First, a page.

Outsourcing of information and transaction processing and settlement activities involves risks that are similar to the risks that arise when these functions are performed internally. Risks include threats to security, availability and integrity of systems and resources, confidentiality of information, and regulatory compliance. In addition, the nature of the service provided, such as bill payment, funds transfer, or emerging electronic services, may result in entities performing transactions on behalf of the institution, such as collection or disbursement of funds, that can increase the levels of credit, liquidity, transaction, and reputation risks.

Management should consider additional risk management controls when services involve the use of the Internet. The broad geographic reach, ease of access, and anonymity of the Internet require close attention to maintaining secure systems, intrusion detection and reporting systems, and customer authentication, verification, and authorization. Institutions should also understand that the potential risks introduced are a function of a system's structure, design and controls and not necessarily the volume of activity.

An outsourcing risk assessment should consider the following:

1) Strategic goals, objectives, and business needs of the financial institution. 2) Ability to evaluate and oversee outsourcing relationships. 3) Importance and criticality of the services to the financial institution. 4) Defined requirements for the outsourced activity. 5) Necessary controls and reporting processes. 6) Contractual obligations and requirements for the service provider. 7) Contingency plans, including availability of alternative service providers, costs and resources required to switch service providers. 8) Ongoing assessment of outsourcing arrangements to evaluate consistency with strategic objectives and service provider performance. 9) Regulatory requirements and guidance for the business lines affected and technologies used.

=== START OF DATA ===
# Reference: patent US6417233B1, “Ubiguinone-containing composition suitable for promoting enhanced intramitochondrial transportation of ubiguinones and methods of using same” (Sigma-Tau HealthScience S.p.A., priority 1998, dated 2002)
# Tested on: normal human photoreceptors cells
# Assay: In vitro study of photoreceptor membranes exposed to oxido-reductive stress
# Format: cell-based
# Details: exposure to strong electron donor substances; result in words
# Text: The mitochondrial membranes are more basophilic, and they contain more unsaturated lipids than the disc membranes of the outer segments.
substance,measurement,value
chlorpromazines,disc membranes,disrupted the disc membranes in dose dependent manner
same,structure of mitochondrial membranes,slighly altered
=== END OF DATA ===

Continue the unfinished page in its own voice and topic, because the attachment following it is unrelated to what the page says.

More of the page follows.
PRIVACY - Safeguarding Customer Information

On March 14, 2001, The Federal Deposit Insurance Corporation (FDIC), the Board of Governors of the Federal Reserve System, the Office of the Comptroller of the Currency, and the Office of Thrift Supervision have jointly approved and issued guidelines establishing standards for safeguarding customer information as required by the Gramm-Leach-Bliley Act (GLBA). Press Release: http://www.fdic.gov/news/news/financial/2001/fil0122.html 
Guidelines:  http://www.fdic.gov/news/news/financial/2001/fil0122a.html 


PLEASE NOTE:  Some of the above links may have expired, especially those from news organizations.  We may have a copy of the article, so please e-mail us at examiner@yennik.com if we can be of assistance.